A nation with a sense of selflessness is built by citizens and by a society that embraces selflessness. Where voluntary groups clean public places such as beaches and rivers. And care for orphaned children and homeless people, and even for homeless animals. Where we donate blood or a body organ to help a fellow citizen who may be a stranger to us. Where idealistic individuals travel to remote places to teach children, and change their lives with the magic of education. They do so not because anybody has asked them to, but because of a call from within.
Where a better-off family voluntarily gives up an entitlement – it could be subsidised LPG today and some other entitlement tomorrow – so that another family, which has a greater need, can avail it. Let us all collate our privileges and entitlements. And then look at less-privileged members of a similar background, those who are starting off from where we once started off. And let each of us introspect and ask: Is his need or her need greater than mine? The spirit of philanthropy and of giving is part of our age-old culture. Let us renew it.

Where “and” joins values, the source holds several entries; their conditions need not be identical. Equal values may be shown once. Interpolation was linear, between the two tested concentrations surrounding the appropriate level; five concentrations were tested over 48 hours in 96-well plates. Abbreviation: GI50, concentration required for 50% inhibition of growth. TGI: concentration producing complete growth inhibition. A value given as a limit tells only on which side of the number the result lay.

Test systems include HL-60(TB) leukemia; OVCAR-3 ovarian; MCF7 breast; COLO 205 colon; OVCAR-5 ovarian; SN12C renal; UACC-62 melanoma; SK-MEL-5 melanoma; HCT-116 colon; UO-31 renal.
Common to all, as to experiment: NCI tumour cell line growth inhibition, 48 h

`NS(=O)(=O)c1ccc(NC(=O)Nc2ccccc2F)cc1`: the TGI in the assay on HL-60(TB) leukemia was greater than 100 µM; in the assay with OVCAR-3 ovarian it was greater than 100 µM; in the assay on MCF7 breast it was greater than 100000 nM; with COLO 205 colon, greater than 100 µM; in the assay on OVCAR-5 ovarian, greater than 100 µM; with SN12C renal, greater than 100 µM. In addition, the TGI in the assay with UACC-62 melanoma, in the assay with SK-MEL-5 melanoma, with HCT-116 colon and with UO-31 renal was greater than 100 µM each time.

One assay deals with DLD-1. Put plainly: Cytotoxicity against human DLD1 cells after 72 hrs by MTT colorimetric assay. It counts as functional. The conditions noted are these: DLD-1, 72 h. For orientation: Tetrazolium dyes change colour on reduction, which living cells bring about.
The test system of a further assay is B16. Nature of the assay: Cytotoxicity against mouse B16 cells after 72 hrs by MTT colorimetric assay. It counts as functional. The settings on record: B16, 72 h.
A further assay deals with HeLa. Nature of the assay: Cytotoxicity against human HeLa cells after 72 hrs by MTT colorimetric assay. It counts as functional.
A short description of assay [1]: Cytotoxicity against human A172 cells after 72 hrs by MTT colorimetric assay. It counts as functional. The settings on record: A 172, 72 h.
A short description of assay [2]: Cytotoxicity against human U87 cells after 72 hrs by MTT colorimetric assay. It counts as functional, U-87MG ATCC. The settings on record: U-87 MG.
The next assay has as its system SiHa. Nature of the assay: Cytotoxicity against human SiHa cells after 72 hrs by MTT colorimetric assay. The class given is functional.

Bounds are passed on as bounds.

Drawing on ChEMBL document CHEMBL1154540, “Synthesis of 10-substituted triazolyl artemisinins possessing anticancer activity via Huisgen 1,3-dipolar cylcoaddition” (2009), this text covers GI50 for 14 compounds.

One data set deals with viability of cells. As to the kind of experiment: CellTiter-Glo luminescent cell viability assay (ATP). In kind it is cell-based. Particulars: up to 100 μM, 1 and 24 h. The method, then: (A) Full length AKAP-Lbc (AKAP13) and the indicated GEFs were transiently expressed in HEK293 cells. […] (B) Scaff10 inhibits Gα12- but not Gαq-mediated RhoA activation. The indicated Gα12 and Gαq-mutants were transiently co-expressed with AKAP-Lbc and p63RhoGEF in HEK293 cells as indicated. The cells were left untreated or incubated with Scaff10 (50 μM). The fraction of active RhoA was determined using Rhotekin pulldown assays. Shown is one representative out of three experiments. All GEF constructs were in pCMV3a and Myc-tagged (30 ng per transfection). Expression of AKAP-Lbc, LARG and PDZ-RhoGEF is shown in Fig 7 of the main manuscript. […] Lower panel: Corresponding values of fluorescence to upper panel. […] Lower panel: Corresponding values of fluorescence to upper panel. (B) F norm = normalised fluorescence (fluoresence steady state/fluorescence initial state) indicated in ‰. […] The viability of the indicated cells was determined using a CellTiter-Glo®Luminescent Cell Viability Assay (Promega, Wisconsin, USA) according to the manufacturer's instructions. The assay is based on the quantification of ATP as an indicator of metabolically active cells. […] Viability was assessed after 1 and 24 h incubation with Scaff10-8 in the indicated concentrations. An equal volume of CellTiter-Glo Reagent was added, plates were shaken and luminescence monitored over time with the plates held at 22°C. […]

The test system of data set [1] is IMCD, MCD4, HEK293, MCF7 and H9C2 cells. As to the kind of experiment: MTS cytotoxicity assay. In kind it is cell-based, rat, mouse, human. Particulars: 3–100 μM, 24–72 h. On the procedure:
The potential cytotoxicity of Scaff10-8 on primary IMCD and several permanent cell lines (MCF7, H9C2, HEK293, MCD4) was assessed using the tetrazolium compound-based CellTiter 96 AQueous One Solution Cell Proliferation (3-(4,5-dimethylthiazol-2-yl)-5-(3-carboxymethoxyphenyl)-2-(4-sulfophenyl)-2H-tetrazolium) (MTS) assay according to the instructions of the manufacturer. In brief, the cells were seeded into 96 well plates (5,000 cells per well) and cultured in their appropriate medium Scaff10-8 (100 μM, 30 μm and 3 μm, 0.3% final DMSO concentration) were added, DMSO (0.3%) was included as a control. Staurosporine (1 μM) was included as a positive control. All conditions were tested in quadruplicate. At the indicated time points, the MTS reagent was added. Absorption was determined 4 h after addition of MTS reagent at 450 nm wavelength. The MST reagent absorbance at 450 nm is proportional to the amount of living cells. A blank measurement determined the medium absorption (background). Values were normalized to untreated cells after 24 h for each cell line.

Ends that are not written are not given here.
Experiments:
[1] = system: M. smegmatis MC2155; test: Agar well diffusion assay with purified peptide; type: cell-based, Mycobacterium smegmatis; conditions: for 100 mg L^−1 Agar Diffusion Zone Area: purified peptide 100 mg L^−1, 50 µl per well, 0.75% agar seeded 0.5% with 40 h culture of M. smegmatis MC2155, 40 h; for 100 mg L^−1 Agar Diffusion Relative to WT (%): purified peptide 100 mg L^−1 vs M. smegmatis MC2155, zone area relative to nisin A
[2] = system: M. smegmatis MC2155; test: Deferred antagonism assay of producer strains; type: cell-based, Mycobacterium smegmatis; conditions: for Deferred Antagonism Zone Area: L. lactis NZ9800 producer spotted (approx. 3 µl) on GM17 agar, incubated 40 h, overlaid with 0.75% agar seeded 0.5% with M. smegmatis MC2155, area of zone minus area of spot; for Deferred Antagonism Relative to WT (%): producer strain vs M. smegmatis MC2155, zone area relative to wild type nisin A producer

A culturally vibrant nation is built by a collective will that cherishes and preserves cultural traditions, art forms and handicrafts. Whether these be folk theatre artistes, traditional musicians, weavers and handloom workers, or those whose families have been hand-making marvellous wooden toys for centuries. Or day-to-day articles made of bamboo.